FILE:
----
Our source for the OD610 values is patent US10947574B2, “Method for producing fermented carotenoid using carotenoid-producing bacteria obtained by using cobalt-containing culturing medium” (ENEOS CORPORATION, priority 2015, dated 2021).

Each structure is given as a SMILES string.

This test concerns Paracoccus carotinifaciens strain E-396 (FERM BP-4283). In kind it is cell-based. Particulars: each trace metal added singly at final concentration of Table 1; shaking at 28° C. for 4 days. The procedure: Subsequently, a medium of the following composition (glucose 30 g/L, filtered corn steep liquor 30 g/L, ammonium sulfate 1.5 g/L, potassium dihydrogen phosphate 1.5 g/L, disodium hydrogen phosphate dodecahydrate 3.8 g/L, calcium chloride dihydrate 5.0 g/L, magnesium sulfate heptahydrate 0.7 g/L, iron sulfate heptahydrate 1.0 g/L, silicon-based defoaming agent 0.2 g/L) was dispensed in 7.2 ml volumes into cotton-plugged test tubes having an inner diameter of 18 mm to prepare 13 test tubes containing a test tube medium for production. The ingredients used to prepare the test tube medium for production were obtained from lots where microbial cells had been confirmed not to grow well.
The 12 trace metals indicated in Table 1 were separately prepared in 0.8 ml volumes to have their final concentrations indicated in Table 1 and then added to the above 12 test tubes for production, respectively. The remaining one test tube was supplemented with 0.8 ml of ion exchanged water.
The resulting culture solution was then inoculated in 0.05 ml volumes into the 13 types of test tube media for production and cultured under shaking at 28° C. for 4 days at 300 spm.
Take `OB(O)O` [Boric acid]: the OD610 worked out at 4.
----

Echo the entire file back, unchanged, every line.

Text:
Our source for the OD610 values is patent US10947574B2, “Method for producing fermented carotenoid using carotenoid-producing bacteria obtained by using cobalt-containing culturing medium” (ENEOS CORPORATION, priority 2015, dated 2021).

Each structure is given as a SMILES string.

This test concerns Paracoccus carotinifaciens strain E-396 (FERM BP-4283). In kind it is cell-based. Particulars: each trace metal added singly at final concentration of Table 1; shaking at 28° C. for 4 days. The procedure: Subsequently, a medium of the following composition (glucose 30 g/L, filtered corn steep liquor 30 g/L, ammonium sulfate 1.5 g/L, potassium dihydrogen phosphate 1.5 g/L, disodium hydrogen phosphate dodecahydrate 3.8 g/L, calcium chloride dihydrate 5.0 g/L, magnesium sulfate heptahydrate 0.7 g/L, iron sulfate heptahydrate 1.0 g/L, silicon-based defoaming agent 0.2 g/L) was dispensed in 7.2 ml volumes into cotton-plugged test tubes having an inner diameter of 18 mm to prepare 13 test tubes containing a test tube medium for production. The ingredients used to prepare the test tube medium for production were obtained from lots where microbial cells had been confirmed not to grow well.
The 12 trace metals indicated in Table 1 were separately prepared in 0.8 ml volumes to have their final concentrations indicated in Table 1 and then added to the above 12 test tubes for production, respectively. The remaining one test tube was supplemented with 0.8 ml of ion exchanged water.
The resulting culture solution was then inoculated in 0.05 ml volumes into the 13 types of test tube media for production and cultured under shaking at 28° C. for 4 days at 300 spm.
Take `OB(O)O` [Boric acid]: the OD610 worked out at 4.